Two old men, radiating contentment… Their trade seemed to have been a refuge for them. Perhaps their serenity came from making things that gave pleasure to others. Or making things they knew would outlast them, give them a little power over the grave. Leaving behind physical evidence that they had lived and were creative agents in the world. Maybe it was that they had spent a lifetime swimming in a sea of harmonious form, that this had osmosed into them, and then as the years went on it began phosphorescing out in a cloud of benign tranquility. Or was it something in the activity of woodcarving itself that gave them, at last, their moral radiance?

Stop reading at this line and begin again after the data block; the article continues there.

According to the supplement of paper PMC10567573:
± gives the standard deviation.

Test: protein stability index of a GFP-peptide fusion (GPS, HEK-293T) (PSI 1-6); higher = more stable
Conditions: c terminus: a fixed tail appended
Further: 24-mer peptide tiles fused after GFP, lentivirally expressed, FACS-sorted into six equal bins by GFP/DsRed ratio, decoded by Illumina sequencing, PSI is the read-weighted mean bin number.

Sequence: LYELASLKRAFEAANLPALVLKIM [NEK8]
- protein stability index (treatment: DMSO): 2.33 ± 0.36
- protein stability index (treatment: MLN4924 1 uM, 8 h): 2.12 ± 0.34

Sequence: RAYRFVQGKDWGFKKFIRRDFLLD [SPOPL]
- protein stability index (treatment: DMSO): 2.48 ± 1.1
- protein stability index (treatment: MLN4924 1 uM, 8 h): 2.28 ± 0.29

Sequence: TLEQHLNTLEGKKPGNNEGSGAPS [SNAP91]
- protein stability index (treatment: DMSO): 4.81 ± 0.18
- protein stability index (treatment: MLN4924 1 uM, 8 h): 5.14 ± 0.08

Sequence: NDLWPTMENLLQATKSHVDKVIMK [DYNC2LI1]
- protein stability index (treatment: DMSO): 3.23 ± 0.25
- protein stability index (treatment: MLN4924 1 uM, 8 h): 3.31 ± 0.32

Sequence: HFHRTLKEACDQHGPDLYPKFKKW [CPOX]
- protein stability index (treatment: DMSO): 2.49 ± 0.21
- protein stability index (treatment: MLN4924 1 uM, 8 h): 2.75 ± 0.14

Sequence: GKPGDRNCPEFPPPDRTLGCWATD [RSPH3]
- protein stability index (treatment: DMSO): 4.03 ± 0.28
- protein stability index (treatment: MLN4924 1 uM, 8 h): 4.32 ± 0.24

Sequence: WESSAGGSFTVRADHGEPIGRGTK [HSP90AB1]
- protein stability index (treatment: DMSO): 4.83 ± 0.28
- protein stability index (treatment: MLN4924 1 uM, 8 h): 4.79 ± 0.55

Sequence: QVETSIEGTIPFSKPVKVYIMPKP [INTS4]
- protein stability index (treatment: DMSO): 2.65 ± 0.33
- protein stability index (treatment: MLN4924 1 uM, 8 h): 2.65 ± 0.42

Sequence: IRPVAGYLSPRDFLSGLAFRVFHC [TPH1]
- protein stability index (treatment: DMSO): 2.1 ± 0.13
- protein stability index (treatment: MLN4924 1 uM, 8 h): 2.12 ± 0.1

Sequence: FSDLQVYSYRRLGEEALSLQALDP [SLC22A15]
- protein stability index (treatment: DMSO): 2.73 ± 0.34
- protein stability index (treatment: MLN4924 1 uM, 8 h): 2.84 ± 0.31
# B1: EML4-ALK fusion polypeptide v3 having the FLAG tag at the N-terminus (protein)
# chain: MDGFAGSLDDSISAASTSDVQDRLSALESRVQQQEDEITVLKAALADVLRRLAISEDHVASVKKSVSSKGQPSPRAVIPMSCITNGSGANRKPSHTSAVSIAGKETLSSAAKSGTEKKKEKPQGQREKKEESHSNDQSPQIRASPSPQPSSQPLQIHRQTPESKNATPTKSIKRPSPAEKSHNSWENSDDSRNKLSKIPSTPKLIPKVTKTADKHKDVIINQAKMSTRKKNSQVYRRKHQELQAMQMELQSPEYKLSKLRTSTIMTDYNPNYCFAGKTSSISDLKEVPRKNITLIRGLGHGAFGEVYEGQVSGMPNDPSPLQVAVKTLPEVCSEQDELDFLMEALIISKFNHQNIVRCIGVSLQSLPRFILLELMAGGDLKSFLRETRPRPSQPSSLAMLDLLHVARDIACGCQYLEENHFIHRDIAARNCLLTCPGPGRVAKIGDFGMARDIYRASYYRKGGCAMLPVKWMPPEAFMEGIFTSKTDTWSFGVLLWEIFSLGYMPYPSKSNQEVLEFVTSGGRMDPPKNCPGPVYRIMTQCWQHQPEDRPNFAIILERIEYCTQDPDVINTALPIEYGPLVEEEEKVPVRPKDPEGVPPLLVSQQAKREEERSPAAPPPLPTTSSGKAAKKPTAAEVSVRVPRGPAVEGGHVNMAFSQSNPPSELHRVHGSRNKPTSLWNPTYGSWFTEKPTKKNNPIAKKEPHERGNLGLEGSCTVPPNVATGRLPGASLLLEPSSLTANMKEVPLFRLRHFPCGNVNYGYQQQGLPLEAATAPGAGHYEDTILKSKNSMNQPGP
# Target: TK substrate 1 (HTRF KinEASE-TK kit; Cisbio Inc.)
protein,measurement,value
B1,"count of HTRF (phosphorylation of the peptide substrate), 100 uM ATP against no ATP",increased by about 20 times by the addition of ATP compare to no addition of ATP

— David Esterly, The Lost Carving: A Journey to the Heart of Making, Viking 2012
Also by David Esterly: Grinling Gibbons & the Art of Carving, V&A 1998
Well.. I will waste no time in acquiring Mr Esterly’s books. Thank you.
I think you’ll like them, Scott. The sketch, by the way, is of a little carving I picked up a few years ago by Paul Caron who carved in Quebec in the 50s and 60s (if my research is correct). Anyway, the carving itself has such a perfect expression of serenity. Judging by how many of his figures seem to be on ebay at any time, he must have been incredibly prolific.
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